When Opening a "Port" isn’t Quite That Simple

One of the things you have to deal with when operating a network firewall is to allow only the traffic inbound and outbound that you want. That’s the entire point of having a firewall — to control (and perhaps log and report on) traffic moving into and out of your network. In order to do that, you need to understand some characteristics of that traffic.

Web traffic is easy. If you want to allow outbound Web traffic, you configure your firewall to allow TCP ports 80 and 443 outbound (80 is typically used for unencrypted traffic, while 443 is usually used for encrypted, or SSL protected traffic). If you want to allow Internet users access to your Web servers, you allow TCP ports 80 and 443 inbound to the IP address of your Web server.

There are other “simple” protocols that require only a single port inbound or outbound. For example, SMTP mail traffic uses only TCP port 25. If you want to send mail out, allow TCP port 25 outbound. If you want to accept incoming SMTP mail to your mail server, allow inbound TCP port 25.

But not all protocols are that simple, and that’s when the issue of “opening a port” comes into play. For example, consider FTP. In order to make the outbound connection to the FTP server, you need to allow outbound TCP port 21. However, in order to receive data, the FTP server will need to open a new connection inbound on a port negotiated between the FTP client (or firewall) and the FTP server.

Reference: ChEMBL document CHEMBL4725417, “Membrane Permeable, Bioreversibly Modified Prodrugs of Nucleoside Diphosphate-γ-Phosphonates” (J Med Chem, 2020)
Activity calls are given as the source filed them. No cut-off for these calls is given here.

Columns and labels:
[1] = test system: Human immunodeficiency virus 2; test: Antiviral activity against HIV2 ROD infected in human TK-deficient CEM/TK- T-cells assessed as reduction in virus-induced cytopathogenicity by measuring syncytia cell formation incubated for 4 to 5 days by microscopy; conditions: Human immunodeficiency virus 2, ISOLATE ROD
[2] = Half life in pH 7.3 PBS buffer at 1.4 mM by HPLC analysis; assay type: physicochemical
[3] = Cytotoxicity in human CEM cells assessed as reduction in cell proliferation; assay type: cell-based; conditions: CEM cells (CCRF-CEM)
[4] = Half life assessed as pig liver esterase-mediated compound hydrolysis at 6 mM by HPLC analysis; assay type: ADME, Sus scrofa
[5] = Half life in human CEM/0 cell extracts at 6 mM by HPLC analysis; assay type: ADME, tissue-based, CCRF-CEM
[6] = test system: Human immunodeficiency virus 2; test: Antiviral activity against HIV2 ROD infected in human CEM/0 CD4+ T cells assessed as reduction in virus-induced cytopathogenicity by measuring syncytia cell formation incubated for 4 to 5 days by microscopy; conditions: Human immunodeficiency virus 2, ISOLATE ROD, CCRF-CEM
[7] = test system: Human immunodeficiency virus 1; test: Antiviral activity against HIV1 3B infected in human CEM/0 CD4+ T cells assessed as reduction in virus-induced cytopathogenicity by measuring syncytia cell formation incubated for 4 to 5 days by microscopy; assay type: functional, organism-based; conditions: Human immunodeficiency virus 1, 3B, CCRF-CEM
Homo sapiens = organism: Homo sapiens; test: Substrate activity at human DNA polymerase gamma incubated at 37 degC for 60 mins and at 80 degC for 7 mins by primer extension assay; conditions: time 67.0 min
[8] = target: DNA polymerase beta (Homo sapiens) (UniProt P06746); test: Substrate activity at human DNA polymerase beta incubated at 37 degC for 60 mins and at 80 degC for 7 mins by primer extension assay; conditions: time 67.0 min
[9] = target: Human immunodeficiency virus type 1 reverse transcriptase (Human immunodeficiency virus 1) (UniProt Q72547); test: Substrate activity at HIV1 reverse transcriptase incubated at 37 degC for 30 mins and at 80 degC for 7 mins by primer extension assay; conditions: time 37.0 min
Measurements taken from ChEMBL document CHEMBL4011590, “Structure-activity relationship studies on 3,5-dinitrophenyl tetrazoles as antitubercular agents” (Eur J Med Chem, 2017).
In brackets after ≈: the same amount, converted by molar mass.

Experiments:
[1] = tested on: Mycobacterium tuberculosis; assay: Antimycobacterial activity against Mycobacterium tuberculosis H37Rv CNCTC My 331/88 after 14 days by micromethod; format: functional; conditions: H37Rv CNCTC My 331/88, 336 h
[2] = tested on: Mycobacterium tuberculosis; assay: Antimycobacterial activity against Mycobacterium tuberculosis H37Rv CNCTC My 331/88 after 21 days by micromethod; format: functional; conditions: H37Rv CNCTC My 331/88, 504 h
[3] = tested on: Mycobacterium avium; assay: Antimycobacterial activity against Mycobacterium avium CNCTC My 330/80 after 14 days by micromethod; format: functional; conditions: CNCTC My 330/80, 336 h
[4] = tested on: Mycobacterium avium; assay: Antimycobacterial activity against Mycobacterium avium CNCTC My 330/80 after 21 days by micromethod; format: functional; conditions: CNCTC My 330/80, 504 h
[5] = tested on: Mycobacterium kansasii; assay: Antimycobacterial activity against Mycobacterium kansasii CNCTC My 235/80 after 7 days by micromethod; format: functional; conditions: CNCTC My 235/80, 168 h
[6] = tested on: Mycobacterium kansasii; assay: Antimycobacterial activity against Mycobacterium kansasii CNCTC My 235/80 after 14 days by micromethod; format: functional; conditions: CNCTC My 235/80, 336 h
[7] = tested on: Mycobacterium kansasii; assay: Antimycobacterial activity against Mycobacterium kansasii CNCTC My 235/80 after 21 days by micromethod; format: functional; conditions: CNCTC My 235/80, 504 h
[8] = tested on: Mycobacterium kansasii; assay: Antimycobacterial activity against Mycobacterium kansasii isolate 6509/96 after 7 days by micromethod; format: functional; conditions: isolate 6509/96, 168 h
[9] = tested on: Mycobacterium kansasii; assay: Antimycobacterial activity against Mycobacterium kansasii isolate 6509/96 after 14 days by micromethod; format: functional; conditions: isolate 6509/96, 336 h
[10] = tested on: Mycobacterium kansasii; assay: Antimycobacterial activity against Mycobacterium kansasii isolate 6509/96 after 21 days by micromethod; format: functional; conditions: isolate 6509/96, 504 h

So, in this example, what port do you open? What does it mean to “open a port”? In reality, it means nothing, because the term “open a port” implies that a port is bidirectional, which is it not. When you “open a port”, you allow inbound or outbound connections, so there’s directionality. Also, do you open it to all hosts, or just to a particular host? What about source IP address? Does the inbound or outbound port require that there be a specific source IP address?

The next time someone tells you to “open a port”, ask them:

1. Open it in what direction? Inbound or outbound?

2. Open it to a specific host (IP address) or all IP addresses?

3. Is there a specific source port that should be allowed?

By asking these questions, you’ll have a more secure firewall configuration and you won’t inadvertently allow traffic into or out of your network that could cause you to be compromised.

HTH,

Tom

Thomas W Shinder, M.D.
Site: http://www.isaserver.org/

Blog: http://blogs.isaserver.org/shinder/
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Email: [email protected]
MVP – Microsoft Firewalls (ISA)

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